Do You Need Mobile Middleware? - InformationWeek

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Government // Enterprise Architecture
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Tony Byrne
Tony Byrne
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Do You Need Mobile Middleware?

Major software vendors seem to think you do -- and they might be right. Just don't expect mature platforms.

Enterprise investments in mobile technology are steadily transitioning from an intense focus on mobile device management (MDM) and mobile asset management (MAM) towards mobile experience management. (No, I'm not going make up a new acronym for that, but the concept is increasingly important nonetheless.)

Whether talking about mobile Web versus native apps, or B2C (business-to-customer) versus B2E (business-to-employee) mobile use cases, savvy enterprises are paying attention to the quality of interaction "on the glass."

Over the past five years or so, a large host of software platforms has emerged to support the surprisingly difficult effort of developing consistent experiences across a diverse set of mobile devices. Now these platforms are extending their reach to key post-deployment services via emerging middleware platforms that are tied closely to their mobile development environments.

[ Hurricane Sandy prompted New York City's Department of Transportation to prioritize a mobile strategy: How NYCDOT Put 'Mobile First' Dev To Work. ]

In general that's good news for all of us. But you can expect some serious bumps along the road. Real Story Group's just-released Enterprise Mobile Platforms Evaluation Report takes a hard look at 21 major vendors and concludes that the marketplace remains fairly immature -- despite the entrance of big players like Adobe, IBM, Oracle, and SAP.

Beyond Mobile App Dev

Most enterprise mobile platforms -- like Antenna Software, Appcelerator, appMobi, Kony, Motorola's RhoMobile, Verivo and others -- started out as mobile application development environments and then branched into middleware. Some offerings remain exclusively developer-focused today, including MoSync, Oracle's ADF, and niche player Sencha Touch.

In an appdev role, these systems help developers create near-native and/or hybrid apps, along with perhaps browsable mobile Web experiences, for deployment across multiple mobile operating systems. To be sure, the breadth of mobile environments supported, the underlying coding language, and the potential richness of the application experience can vary markedly today among these solutions. For example, FeedHenry’s JavaScript-based platform for developing hybrid apps can work effectively for certain B2E scenarios, but does not lend itself well to use-cases where you want to exploit certain native device capabilities or OS-specific displays.

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In many cases, however, vendors like FeedHenry are adding server-based facilities to their otherwise client-focused solutions. Categorized roughly as "mobile middleware," these services support and enhance mobile experiences after those native apps have been deployed out to app stores, or once you have created an initial mobile Web experience.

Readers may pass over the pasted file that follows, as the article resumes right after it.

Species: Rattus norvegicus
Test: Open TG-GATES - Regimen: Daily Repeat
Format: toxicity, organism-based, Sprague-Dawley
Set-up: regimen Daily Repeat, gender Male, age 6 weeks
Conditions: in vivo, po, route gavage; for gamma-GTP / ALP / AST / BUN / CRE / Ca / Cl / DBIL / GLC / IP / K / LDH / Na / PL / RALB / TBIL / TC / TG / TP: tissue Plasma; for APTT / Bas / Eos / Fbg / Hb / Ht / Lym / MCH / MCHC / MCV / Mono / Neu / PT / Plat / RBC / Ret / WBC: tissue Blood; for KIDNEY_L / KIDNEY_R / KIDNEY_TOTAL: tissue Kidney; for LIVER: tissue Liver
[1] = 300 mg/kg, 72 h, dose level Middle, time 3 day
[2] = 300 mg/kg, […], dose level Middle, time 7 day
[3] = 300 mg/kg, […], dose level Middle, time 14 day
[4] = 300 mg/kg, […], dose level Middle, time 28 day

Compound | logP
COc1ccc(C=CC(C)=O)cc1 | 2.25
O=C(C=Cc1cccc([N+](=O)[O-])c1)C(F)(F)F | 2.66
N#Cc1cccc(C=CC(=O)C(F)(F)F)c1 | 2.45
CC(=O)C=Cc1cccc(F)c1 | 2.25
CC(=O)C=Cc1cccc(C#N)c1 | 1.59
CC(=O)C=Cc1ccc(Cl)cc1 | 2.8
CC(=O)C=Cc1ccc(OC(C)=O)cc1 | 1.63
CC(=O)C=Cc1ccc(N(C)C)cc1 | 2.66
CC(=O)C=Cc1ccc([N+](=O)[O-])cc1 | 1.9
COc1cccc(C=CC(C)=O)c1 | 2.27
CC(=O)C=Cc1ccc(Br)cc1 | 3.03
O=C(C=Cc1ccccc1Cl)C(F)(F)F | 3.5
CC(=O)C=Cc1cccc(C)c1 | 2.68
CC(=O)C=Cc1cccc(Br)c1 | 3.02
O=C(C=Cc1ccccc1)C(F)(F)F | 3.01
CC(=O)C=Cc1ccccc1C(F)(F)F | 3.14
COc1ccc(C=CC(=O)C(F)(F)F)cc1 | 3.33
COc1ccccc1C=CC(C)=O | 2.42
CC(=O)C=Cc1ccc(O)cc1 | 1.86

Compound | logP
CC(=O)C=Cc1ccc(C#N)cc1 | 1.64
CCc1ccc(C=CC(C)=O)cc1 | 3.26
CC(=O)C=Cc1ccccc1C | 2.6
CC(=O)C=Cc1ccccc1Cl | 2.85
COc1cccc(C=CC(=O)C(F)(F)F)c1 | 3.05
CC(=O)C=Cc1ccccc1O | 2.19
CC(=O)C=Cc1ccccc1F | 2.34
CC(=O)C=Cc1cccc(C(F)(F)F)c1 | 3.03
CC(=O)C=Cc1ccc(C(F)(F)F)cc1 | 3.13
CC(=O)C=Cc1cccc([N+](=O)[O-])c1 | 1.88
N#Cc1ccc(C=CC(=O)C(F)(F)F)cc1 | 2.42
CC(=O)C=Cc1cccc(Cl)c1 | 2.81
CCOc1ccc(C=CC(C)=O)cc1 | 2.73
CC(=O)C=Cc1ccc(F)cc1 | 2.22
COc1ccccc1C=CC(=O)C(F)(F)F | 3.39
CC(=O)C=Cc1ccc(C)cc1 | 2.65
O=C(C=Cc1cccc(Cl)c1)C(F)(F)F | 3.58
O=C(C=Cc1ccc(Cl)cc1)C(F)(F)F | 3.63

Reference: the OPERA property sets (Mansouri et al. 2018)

Vendors are really excited about middleware -- especially when they offer those services via their own cloud-based infrastructures -- because it brings them the ever-beloved recurring revenue stream.

What Mobile Middleware Can Offer

There are some reasons for you, the customer, to get enthusiastic about mobile middleware too. Here's a short list of potentially useful services, though to be sure, most enterprise mobile platform vendors support only a subset of them:

-- Application updates -- in conjunction with an app store or sometimes not

-- Messaging and notification services -- including potentially SMS, handy in many use cases

-- Integration brokering -- connecting mobile applications to back-end systems

-- Device detection and experience adaptation -- enabling savvy enterprises to try things like promoting higher-end products to iPhone customers or richer background information to tablet-based visitors

-- Location APIs -- to support location-based apps

-- Asset transcoding -- converting source image, sound or video assets into the right mobile format, sometimes on the fly

-- Mobile-specific analytics -- for basic traffic metrics, but also more advanced reporting on things like app crashes

-- Capacity offload -- as a kind of hosted caching layer for spikes in mobile interactions

-- Application-level security -- many important services here, not the least of which are application-specific data wipes, variable application access, and selective encryption; also overlaps with MAM.

We welcome your comments on this topic on our social media channels, or [contact us directly] with questions about the site.
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